Saffron risotto always reminds me of Sergio, a creature of habit with a structured routine that budges for no one, and this is never truer than when it comes to food. This has proven charming and endearing on most occasions, difficult to navigate on others. He is happiest and most comfortable when eating somewhere he knows and the best example of this is in his birthplace, Milan. I’ve only ever been to Milan with Sergio. My favourite time was at the end of a trip with two friends where we’d travelled the length of the country by train, last stop Milan, before flying home.
We trundled out of the carriage, dragging rucksacks behind us, before spotting Sergio at the end of the platform, dressed immaculately in his suit, come to pick us up. He grabbed our bags without hesitation and paced ahead, leading the way. I knew exactly where he was going. The staff knew him, of course, taking his jacket and leading him to the table he always sat at. Without asking, they bought bottles of sparkling water and wine, but no menu. We were having what Sergio was having, and that was what he had every day. Plates of affettati misti to start, grissini for nibbling alongside, both leading up to his favourite risotto alla Milanese – the real reason we were there.
Perhaps Milan’s most iconic primo; more often than not, you’ll find it paired with ossobuco – veal shanks braised in wine, broth and aromatics. The risotto I’ve given below is not this, but the distinct flavour of saffron will forever take me back to that restaurant with Sergio, his eyes wide with expectation as he asked, ‘Have you tried?’ With something this good, I don’t blame him for sticking with it.
Photography: Sophie Davidson
For the fennel
1 large fennel bulb, about 300g
extra virgin olive oil
80ml white wine
80ml chicken or meat stock
pinch of chilli flakes
For the risotto
1 big pinch saffron strands
1 litre chicken or meat stock
2 banana shallots, or 1 medium onion, finely chopped
2 tbsp extra virgin olive oil
40g salted butter
320g risotto rice
160ml white wine
60g Parmesan, finely grated, plus more to serve
Preheat the oven to 190°C fan.
Trim the fennel of the tough outer layer and the stalks and discard.
Slice lengthways into wedges about 1cm/½in thick. Oil a griddle pan and grill the slices of fennel on both sides until charred – this could take up to 10 minutes. If you don’t have a griddle pan, simply brown on both sides in a frying pan. Transfer to a baking dish with the wine, stock and chilli. Put in the oven for 35–40 minutes, until soft and the liquid has evaporated.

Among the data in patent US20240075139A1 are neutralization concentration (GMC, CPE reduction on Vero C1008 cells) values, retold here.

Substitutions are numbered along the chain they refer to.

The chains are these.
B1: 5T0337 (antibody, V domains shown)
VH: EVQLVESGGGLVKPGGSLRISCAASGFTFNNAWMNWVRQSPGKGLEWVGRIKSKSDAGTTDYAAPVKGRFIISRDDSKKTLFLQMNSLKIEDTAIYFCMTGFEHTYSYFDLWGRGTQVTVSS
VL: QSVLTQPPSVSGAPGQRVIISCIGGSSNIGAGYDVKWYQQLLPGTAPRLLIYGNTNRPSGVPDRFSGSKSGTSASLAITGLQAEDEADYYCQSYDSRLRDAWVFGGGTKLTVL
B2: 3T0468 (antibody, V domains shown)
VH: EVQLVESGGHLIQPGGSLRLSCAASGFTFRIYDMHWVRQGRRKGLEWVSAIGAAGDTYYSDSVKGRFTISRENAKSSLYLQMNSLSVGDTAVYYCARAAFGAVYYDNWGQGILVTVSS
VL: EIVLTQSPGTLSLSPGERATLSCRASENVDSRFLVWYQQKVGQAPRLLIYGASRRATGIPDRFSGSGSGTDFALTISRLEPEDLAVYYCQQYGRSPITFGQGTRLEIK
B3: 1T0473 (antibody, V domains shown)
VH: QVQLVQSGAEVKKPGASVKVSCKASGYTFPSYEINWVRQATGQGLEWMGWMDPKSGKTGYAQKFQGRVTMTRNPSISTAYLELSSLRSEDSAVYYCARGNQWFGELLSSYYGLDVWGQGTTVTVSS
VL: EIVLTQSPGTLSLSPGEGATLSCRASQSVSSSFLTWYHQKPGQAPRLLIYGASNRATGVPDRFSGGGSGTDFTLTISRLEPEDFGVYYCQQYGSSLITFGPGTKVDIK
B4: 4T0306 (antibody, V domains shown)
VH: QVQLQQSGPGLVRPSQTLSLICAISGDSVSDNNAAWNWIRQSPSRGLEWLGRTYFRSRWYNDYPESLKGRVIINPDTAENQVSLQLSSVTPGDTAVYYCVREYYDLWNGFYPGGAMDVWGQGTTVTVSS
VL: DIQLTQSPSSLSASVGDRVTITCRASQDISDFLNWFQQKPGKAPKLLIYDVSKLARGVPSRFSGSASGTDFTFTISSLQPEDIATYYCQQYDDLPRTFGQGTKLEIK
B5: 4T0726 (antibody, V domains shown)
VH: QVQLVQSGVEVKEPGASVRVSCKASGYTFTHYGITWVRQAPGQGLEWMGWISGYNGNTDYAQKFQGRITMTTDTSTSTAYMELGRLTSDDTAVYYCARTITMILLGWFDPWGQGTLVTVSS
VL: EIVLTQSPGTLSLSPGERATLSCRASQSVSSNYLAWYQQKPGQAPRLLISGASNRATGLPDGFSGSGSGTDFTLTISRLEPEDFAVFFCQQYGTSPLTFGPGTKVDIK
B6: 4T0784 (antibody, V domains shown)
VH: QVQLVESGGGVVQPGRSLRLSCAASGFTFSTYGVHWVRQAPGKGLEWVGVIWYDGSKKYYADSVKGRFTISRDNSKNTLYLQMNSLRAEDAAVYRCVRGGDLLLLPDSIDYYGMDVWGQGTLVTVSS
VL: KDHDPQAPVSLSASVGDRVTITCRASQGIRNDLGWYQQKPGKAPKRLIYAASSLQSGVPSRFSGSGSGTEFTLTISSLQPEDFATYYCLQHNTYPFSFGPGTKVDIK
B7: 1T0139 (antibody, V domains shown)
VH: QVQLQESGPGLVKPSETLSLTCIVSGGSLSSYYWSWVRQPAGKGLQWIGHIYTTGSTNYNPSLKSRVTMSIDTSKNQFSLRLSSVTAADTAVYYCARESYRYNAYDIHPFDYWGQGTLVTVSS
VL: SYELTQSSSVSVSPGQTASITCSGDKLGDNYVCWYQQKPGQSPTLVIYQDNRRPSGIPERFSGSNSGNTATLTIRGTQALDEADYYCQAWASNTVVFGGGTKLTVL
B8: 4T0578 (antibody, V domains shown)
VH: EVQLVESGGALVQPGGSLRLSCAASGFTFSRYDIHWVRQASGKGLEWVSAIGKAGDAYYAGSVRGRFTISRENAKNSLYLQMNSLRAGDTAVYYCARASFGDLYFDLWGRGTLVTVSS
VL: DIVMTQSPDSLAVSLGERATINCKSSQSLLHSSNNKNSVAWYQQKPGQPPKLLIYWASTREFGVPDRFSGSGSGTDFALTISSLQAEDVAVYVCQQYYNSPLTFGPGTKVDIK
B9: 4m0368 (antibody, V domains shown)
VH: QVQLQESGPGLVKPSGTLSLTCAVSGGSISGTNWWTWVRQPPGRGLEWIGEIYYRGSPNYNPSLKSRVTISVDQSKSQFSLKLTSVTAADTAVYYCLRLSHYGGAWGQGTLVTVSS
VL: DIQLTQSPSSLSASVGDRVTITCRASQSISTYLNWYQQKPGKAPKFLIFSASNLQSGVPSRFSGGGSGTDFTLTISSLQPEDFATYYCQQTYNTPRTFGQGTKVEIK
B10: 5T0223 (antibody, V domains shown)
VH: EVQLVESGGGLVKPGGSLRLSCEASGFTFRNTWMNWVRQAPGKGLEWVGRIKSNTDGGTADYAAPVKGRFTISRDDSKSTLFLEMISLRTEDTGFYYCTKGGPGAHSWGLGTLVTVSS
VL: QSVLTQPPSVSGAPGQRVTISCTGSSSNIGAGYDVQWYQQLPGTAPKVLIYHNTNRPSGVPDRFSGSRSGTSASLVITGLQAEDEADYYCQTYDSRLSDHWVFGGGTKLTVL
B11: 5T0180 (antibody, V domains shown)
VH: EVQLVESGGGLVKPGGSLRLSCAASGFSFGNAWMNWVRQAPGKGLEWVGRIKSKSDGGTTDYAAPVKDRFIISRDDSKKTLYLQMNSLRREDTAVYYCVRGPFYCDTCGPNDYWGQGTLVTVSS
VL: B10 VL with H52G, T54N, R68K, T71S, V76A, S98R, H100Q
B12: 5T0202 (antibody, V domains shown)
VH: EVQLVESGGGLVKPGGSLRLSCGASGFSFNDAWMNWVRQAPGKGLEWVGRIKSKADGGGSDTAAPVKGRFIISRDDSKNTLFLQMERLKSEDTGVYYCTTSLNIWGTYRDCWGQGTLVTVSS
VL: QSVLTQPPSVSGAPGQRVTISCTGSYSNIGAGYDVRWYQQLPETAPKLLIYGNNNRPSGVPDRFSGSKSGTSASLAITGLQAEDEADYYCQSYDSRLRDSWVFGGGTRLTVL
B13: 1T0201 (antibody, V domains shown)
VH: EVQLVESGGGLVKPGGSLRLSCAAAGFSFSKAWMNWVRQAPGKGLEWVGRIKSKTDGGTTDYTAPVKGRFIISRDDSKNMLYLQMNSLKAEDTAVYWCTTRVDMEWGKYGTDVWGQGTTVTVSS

Crush the saffron strands between your fingers and put into a small bowl with 4 tbsp water. Whisk to combine. The water will turn a lovely yellow colour.
Heat the stock gently in a pan and keep it warm as you start on the risotto. Put the shallots or onion, extra virgin olive oil and the 2 tbsp butter into a wide pan with ½ tsp salt. Cook over a medium-low heat for 10–15 minutes, until soft and translucent. Add the rice and lightly toast for a couple of minutes, stirring continuously with a wooden spoon, until the grains are glistening. Add the wine and stir, letting it evaporate, before adding a ladleful of the warm stock. Stir the risotto continuously, allowing the liquid to be absorbed before adding the next ladle. It should be simmering gently; if it is too vigorous, reduce the heat a little. Continue like this, stirring and adding stock bit by bit, until all of it has been used up and the risotto has been cooking for around 18 minutes. Pour in the saffron water and continue stirring for another couple of minutes, until the rice is tender but retaining a little bite. Add the 40g butter and the Parmesan to the pan and beat into the risotto – it should be a very creamy, runny consistency.
Taste the risotto, adding another ½ tsp salt if it needs it. Pour onto warmed plates, dusting with more Parmesan. Finish by arranging a few slices of fennel on top and serve immediately.
Stagioni translates from the Italian as ‘seasons’, something we’re definitely on board with. Olivia’s first cookbook is based entirely around that — contemporary Italian cooking through the year, from winter through to spring. Her food is comforting and nourishing, and beautifully served. It’s a perfect guide to Modern Italian food. Extracted from: Stagioni: Contemporary Italian Cooking to Celebrate the Seasons by Olivia Cavalli (Pavilion, HarperCollins Publishers). Image credit – by Sophie Davidson.